LOL!! The Best Way To Say 'I LOVE YOU' In Fiji Is To Give Your Woman A Sperm Whale Tooth, See Why! • illuminaija
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    LOL!! The Best Way To Say ‘I LOVE YOU’ In Fiji Is To Give Your Woman A Sperm Whale Tooth, See Why!

    LOL!! The Best Way To Say ‘I LOVE YOU’ In Fiji Is To Give Your Woman A Sperm Whale Tooth, See Why!

    In Fijian culture, tabua (teeth) are traditionally collected from the lower jaws of beached whales, and since whale beachings are a relatively rare occurrence, they highly prize the teeth. 

    LOL!! The Best Way To Say ‘I LOVE YOU’ In Fiji Is To Give Your Woman A Sperm Whale Tooth, See Why!

    A tabua is a polished tooth of a sperm whale that is an important cultural item in Fijian society. They were traditionally given as gifts for atonement or esteem (called sevusevu), and were important in negotiations between rival chiefs. They would bury the dead men with their tabua, along with war clubs and even their strangled wives, to help them in the afterlife. 

    LOL!! The Best Way To Say ‘I LOVE YOU’ In Fiji Is To Give Your Woman A Sperm Whale Tooth, See Why!

    Originally they were very rare items, available only from beached whales and from trade from neighboring Tonga (where the practice may have originated), but when the market became known in the early 19th century thousands of teeth and fake teeth made from ivory and walrus tusks entered the market. 


    This trade led to the development of the European art of scrimshaw. Today the tabua remains an important item in Fijian life. They are not sold but traded regularly as gifts at weddings, birthdays, and funerals. The tabua is also increasingly used in advertising as a trusted symbol or brand, for example, Fiji Airways has a Tabua Club (frequent flyer) and a Tabua Class for business class. They also feature on the Fijian 20 cent piece.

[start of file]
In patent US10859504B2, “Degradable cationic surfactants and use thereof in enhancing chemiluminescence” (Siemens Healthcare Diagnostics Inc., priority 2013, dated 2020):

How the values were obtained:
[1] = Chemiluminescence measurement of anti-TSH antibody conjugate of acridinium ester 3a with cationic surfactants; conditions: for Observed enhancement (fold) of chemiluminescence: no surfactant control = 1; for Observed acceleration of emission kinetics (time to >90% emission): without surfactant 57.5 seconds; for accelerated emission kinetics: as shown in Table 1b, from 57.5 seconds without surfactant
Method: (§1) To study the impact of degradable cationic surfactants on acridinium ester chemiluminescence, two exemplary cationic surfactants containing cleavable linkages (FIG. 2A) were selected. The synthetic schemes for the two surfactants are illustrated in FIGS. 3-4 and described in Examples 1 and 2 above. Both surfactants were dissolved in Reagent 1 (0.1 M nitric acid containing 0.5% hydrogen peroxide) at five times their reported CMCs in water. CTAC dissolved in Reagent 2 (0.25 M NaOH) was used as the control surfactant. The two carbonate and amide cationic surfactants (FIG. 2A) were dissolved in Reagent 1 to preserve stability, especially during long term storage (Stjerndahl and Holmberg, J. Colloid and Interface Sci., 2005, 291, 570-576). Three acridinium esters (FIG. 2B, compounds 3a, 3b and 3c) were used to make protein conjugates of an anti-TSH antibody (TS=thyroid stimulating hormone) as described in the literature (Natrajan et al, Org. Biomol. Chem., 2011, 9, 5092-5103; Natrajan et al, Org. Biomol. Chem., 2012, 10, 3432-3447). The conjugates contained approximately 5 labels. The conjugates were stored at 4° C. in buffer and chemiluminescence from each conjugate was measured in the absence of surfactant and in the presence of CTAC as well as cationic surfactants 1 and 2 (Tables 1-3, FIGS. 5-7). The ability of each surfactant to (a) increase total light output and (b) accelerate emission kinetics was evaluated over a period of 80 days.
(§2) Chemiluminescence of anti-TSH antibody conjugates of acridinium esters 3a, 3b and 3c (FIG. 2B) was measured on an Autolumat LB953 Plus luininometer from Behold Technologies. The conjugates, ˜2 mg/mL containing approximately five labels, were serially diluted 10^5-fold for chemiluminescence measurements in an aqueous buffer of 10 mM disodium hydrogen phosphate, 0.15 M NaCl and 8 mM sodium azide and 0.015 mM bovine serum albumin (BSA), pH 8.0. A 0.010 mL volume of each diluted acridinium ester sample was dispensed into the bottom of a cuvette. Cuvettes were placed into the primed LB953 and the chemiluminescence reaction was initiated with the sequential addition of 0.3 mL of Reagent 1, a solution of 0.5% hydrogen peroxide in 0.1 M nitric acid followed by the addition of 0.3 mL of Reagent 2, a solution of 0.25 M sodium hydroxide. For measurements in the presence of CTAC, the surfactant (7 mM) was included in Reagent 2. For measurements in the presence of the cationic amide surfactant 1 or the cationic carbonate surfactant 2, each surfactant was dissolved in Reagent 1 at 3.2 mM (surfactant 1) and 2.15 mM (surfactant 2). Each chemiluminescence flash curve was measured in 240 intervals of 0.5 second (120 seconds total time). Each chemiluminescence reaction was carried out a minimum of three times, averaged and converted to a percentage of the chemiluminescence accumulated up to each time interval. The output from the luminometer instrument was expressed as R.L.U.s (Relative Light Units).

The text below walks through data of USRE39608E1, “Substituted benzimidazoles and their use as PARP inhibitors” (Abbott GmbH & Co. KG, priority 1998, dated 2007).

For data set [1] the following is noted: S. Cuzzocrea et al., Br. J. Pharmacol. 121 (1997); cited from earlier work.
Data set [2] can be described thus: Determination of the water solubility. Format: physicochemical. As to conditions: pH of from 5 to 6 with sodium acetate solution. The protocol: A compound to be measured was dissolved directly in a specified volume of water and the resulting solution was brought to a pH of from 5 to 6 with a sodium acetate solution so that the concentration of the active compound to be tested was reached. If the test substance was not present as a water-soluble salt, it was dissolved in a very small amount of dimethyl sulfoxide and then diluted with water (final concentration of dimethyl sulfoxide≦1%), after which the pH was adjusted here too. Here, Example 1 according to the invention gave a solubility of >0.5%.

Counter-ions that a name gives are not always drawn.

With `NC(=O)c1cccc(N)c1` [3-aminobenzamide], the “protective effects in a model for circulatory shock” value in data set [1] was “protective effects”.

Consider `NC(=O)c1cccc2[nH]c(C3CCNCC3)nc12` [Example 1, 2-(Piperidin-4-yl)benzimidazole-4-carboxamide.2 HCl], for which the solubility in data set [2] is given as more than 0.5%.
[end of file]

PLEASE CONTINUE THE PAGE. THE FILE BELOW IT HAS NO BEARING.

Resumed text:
LOL!! The Best Way To Say ‘I LOVE YOU’ In Fiji Is To Give Your Woman A Sperm Whale Tooth, See Why!

    The removal of tabua from Fiji is highly restricted, at 225 exports per year, and permits from the Ministry of Fijian Affairs, the Fijian Department of Environment, and CITES are required, as they are regulated both as an endangered species and a cultural item. They can easily command prices above $500. 

    With few countries still harvesting whales and laws limiting the international trade of endangered species like the sperm whale and their specimens, the number of tabuas circulating in Fiji is dwindling, causing prices to rise. A single tooth strung with a braided cord as an oversize pendant on a necklace can cost hundreds or even thousands of dollars. 

    Tabuas “ communicate that the holder or presenter highly esteems the sanctity of the agreement, promise, etc.,” Simione Sevudredre, from the department in Fiji’s government that oversees indigenous affairs, wrote in an email. During the days of warring tribes, before Fiji became a British colony in the late 1800s if a chief wanted someone killed and could not do it himself, he offered a tabua to another tribe to take care of the matter. This was the case for an unfortunate 19th-century British missionary, the Rev. Thomas Baker.

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